Trust calls out council for causing 'uncertainty and chaos' by disrupting two-tier conversion

Samuel Whitbread Academy, Clifton

Samuel Whitbread Academy in Clifton is just one of the schools impacted by the pause in progress of the Schools for the Future programme by Central Bedfordshire Council - Credit: BEST

A multi-academy trust has raised concerns over Central Bedfordshire Council's progress in converting its schools to the two-tier system.

Schools for the Future is a long-term programme managed by CBC to ensure the area has the right schools in the right places, delivering the best education.

At the scheme’s core is converting all schools in the area from a three-tier system - consisting of lower, middle and upper schools - to the primary and secondary model used by the majority of the country.

Schools have been organised into eight different cluster areas to work with CBC on the changes, with Shefford and Stotfold the first to convert.

A phased approach was adopted and the first phase, which involved Henlow CofE Academy becoming a secondary and its five feeder schools becoming primaries, was completed in September this year.

The second phase, which is due to go ahead at the start of the 2023/24 school year, was paused by CBC in the summer for a review.

The lack of progress or communication from the council in recent months has worried the Bedfordshire Schools Trust (BEST), which runs 10 academies in our area including Samuel Whitbread in Clifton, Robert Bloomfield in Shefford and Etonbury in Arlesey.

Robert Bloomfield Academy, Shefford

Robert Bloomfield Academy, Shefford - Credit: BEST

Most Read

In conversation with the Comet, Dr Alan Lee, BEST's chief executive officer, explained that plans for cohorts of students due to move to their next schools in the coming years are hanging in the balance.

"We had an agreed plan, which was signed off by the executive of CBC in 2020," he said.

"We assumed that everything was going full steam ahead with that plan.

"Throughout this time, we did raise concerns on pupil numbers and some schools going before others, because we felt that it would be much clearer for parents in particular if all schools moved at the same time, rather than in a staggered way."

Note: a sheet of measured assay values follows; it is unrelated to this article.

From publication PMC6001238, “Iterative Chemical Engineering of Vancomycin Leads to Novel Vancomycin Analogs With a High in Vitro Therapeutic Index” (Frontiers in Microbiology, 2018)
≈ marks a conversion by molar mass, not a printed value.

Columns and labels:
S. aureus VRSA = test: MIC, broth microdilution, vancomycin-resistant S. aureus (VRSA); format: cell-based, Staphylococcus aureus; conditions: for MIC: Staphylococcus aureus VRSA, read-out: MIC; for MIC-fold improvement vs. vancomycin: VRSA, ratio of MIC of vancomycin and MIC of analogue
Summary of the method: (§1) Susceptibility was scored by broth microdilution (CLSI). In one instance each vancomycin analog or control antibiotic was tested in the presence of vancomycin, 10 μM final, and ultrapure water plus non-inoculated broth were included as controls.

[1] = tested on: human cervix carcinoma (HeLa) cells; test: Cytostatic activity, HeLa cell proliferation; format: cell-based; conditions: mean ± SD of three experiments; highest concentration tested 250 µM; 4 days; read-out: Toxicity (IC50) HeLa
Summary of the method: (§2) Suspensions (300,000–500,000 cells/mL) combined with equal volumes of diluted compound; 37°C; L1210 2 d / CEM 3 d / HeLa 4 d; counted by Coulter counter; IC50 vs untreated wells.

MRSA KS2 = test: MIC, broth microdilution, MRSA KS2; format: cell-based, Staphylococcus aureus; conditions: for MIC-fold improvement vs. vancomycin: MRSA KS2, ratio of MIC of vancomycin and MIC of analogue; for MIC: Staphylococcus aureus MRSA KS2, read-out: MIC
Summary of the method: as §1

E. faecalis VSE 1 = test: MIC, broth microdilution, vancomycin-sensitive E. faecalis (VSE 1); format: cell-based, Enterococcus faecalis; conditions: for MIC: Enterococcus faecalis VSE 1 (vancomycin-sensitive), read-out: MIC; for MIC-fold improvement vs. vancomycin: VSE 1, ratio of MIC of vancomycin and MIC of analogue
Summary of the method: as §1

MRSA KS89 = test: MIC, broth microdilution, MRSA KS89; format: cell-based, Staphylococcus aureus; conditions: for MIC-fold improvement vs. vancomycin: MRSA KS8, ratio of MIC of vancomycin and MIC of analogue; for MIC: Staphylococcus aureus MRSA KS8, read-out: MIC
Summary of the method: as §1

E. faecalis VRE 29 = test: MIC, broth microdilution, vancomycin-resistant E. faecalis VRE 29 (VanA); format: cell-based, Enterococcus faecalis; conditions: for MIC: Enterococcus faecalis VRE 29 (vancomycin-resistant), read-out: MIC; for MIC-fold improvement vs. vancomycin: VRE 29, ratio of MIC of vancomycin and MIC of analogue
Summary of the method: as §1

"We get to November time this year, and we don't feel there's a lot of movement," Dr Lee continued. "We're not seeing any construction plans. We're getting a little bit nervous at that point."

On November 4, BEST’s Board of Trustees penned an open letter to executive members of the council, expressing their concerns on the progress of the Schools for the Future programme, and what that means for BEST staff, pupils and parents.

With the unforeseen delays causing uncertainty and worry, the letter called on CBC to agree and finalise plans for Shefford and Stotfold, commit to the two-tier transition taking place in September 2023 - or agree an alternative timeline for all schools involved, and reconfirm its commitment to the five pledges agreed in August 2020.

These pledges include five-form primary provision as part of the new 0-18 all-through school that would bring together Robert Bloomfield and Samuel Whitbread academies, provision for pupils from Robert Bloomfield Academy’s traditional feeder schools to gain entry to the secondary part of the all-through school and additional sixth form provision on the Samuel Whitbread, Etonbury and Pix Brook sites.

In response to the letter, CBC leader Cllr Richard Wenham, who is also an Arlesey ward councillor, said that "improving educational attainment is, and will remain, one of the council's top priorities."

He added: "We remain focused on working with schools to develop a plan that is deliverable and will continue to explore the best solutions for all students in the Shefford and Stotfold cluster and we have brought in additional expertise to rework our delivery strategy.

"With regard to the five pledges, as things stand... we cannot commit to an all-through school that is both physically and financially undeliverable; this needs to be rethought as it would not currently meet a test of best value against which we would be measured."

Feeling like they're left in “limbo”, Dr Lee added: "Nobody wants to work with uncertainty.

"Parents are not clear on the pathway from lower school to upper school. Staff are not sure on what it means for them in individual schools.

"Everywhere you look, there's uncertainty and chaos. People are very, very worried.

"The main point is, we spent the last three years getting to a plan and promises were made. CBC officers agreed the plan, that went to the overview and scrutiny committee of the CBC. It went past them, and then on August 4, 2020, the executive signed it off. It went through three CBC processes.

"So you'd think that they'd have carried out due diligence and looked at the land rights and the finance. Why would you publicly agree all that and then say a short time later that they're not sure about it anymore?"

He added: "This is a call for CBC to make good on their promises, and to deliver what they promised.

"I would suggest by delivering on these promises, it builds in choice for parents, it builds in competition between the schools, and it builds certainty for everybody.

"If they can't deliver on their promises, then why make them in the first place?"

When approached by the Comet for a response to this conversation with Dr Lee and BEST, CBC and the leader of the council declined to comment.